Wednesday 29 June 2011

Morality- No Thank You

       Now I really thought that I would be the last person, in the whole world, to take part in this blogathon by Filmplicity and Dirty With Class. Why? Because I don't really believe in morals.WHAAAT? Seriously, I have difficulty believing in this whole concept because I don't really understand it. And well, one of the biggest contributors behind this non-belief of mine are the films that I watch. Books are also to "blame", but I have watched way more films than I have read books. And though my film knowledge is still pretty deplorable, I am going to write what I know and think about this topic.

         Morality. The only conclusion that I have come to regarding morality is that it depends on a person's choice. And that's where it goes all hazy. Remember in Donnie Darko, when that freak of a teacher asks Donnie to answer a question by marking it on the lifeline and he says that life isn't that simple? That is me for everything deemed as morals. I have this slightly frowned-upon habit of looking beyond things that are "good" or things that are "bad". Even murderers or terrorists or sexual predators... I always want to know what made them that way. For instance, Lord Voldemort, who is so evil and love-less because he was born out of unnatural love. Or Clarice Starling who is always after justice because of her childhood. There is always a reason, and while I don't go as far as empathise with the characters, I do try somehow to understand why they are the way they are. And in this understanding, the morals go out of the window.

         Just a couple of days back I saw Lars Von Trier's Breaking the Waves. It is about a woman named Bess who starts having sex with other men because she believes that is the only way of making her nearly-paralysed husband better. The church in her little Scottish village condemn her to Hell, but we see that her Lord sends her to Heaven, bells and all. I have not stopped thinking about this film since I saw it. And luckily, it is the perfect film required for my morality argument. The Free Online Dictionary defines morality as "virtuous conduct". Here is a woman who has sex with lots of men like a prostitute, commits adultery, breaks the church's law, practically goes to her death willingly, with the total conviction that God is on her side. And her actions do, coincidentally or not, result in what she had wanted- her husband's recovery. Now I'm not suggesting that people should start sleeping around to save their loved ones, but the fact that Bess did exactly that does not make her a bad person. She's someone who is so full of love for her husband, that virtuous conduct or morality ceases to matter completely. What is right? What is wrong? There are more important things to consider.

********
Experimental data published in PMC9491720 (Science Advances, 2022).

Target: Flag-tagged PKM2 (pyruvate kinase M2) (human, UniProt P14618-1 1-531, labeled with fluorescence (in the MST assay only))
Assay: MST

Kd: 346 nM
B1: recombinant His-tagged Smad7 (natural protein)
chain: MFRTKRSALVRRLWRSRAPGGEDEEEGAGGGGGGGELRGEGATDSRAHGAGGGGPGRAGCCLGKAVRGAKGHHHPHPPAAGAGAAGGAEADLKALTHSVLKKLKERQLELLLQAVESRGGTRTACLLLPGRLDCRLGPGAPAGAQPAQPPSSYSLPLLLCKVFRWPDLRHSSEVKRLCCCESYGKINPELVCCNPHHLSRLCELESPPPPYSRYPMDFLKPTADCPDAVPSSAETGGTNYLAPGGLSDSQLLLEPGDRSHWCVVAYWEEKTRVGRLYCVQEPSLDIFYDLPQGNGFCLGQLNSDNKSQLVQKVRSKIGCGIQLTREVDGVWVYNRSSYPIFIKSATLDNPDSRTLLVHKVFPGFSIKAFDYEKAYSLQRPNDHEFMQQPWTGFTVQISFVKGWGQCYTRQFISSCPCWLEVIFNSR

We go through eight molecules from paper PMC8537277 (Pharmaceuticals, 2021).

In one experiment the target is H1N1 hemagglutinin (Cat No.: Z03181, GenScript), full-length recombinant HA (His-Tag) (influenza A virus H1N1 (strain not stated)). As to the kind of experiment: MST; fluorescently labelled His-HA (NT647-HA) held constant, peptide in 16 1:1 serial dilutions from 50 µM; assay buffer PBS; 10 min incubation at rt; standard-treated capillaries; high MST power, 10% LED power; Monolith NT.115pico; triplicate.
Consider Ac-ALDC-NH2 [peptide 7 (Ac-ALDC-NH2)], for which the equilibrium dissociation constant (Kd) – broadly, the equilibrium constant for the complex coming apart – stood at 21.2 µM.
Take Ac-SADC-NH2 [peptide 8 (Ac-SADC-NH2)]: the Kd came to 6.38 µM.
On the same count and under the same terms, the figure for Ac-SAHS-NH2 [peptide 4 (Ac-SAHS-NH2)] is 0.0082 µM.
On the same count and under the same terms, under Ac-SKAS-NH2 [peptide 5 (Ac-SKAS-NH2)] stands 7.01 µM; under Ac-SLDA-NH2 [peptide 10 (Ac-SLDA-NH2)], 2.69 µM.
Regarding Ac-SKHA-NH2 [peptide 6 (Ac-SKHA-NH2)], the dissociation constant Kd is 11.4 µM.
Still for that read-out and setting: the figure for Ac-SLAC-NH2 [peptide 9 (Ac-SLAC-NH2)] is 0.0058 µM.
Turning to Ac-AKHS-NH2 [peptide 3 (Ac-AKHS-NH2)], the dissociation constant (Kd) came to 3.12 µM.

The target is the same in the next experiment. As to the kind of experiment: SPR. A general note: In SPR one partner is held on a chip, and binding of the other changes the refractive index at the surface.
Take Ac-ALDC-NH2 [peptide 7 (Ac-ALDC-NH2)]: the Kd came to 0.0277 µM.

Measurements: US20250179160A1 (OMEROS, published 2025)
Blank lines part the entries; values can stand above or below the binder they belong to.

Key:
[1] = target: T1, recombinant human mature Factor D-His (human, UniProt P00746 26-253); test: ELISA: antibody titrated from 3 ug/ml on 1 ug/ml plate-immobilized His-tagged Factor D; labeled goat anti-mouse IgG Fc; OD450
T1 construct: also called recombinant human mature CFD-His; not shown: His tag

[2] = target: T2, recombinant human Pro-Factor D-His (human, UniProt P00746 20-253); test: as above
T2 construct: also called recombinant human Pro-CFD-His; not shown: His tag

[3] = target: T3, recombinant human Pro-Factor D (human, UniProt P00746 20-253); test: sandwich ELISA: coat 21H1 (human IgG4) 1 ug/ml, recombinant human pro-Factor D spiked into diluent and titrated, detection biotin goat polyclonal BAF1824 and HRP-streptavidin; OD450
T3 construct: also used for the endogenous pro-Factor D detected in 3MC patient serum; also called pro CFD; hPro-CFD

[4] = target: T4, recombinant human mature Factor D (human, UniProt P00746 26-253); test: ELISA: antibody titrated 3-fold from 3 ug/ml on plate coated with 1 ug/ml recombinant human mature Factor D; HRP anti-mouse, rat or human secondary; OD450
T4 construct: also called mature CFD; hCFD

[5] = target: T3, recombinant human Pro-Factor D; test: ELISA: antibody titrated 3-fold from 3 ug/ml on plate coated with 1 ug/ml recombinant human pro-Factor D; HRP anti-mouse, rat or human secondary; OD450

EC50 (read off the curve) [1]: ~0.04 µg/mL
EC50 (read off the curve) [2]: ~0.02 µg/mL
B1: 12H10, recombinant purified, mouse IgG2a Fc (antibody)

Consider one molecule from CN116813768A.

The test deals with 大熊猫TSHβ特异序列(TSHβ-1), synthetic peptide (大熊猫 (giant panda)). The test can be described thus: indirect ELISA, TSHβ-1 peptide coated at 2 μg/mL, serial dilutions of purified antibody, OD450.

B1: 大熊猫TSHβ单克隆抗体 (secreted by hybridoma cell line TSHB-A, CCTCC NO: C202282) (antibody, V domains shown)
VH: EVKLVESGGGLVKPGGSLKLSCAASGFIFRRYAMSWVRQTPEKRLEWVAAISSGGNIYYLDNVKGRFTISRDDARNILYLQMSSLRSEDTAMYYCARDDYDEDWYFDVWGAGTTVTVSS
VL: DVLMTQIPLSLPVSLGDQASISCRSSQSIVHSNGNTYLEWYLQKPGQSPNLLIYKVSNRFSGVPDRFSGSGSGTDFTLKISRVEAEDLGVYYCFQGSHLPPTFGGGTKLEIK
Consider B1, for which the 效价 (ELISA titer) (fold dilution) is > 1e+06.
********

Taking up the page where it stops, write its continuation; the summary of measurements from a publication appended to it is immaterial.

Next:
This is where I think I will answer the big question- Do Filmmakers have a Moral Responsibility? No, I don't think that they do. I do, however, think that it is their job to show the more important things, and it is the viewers' jobs to make their minds about them. We can revel at a bank heist gone right or a bride taking revenge. We can mourn the death of a godfather or a Guy Fawkes mask-wearing vigilante. It is our choice.


  1. I agree with your point about understanding giving a new perspective to the question of morality. It doesn;t make an action, or a movie for that matter, any better or "virtous" but at least if a film attempts to understand the reason for such behaviour, without glamorizing or sensationalising it, it is easier to justify more extreme content. But that's not to say that it should be done for the sake of shock value and in my experience of Lars Von Trier the guy has a completely twisted idea of reality. He seems to want to attack his audience with his disturbing scenes and troubling content. Why? To what end? Moderation is key here I think, less is more. The more a film promotes the dignity of the human person the more it benefits its audience and if a film is going to be released for mass consumption I think a responsible filmmaker will make the decision to make a film that will benefit his audience as much as possible.

  2. I agree that it is important to try to understand why people do what they do but this should never be used as justification. We have choices yes but with choice come responsibility.

  3. Hmmm.. just a question as I am intrigued now: How does that work? 'she starts having sex with other men because she believes that is the only way of making her nearly-paralysed husband better..' makes no sense really.
    Was she insane or something? because if she was it's not really a case of morality or a lack of it :)

  4. @Ronan- I agree. It's not that I can't judge what is right or wrong. I was going to write about it, but then I thought I would be digressing from the topic at hand, more than I already have. I think in a very legal sense for these things, which helps to overcome my moral misunderstandings. So I can think like this person deliberately killed someone and so he is wrong, and that one was trying to protect himself and so on.
    Thank you for commenting.

    @Irina- You must watch the film...I didn't want to write down the plot. See Bess herself did have some mental issues, but it's not her own moral sense I am talking about, it is the viewer's when he or she watches it. Bess did everything thinking that God ordained her to do it, so I guess she herself did think it was the right thing to d. But when we watch it, her and her morally-upright society- who do we choose to stand with?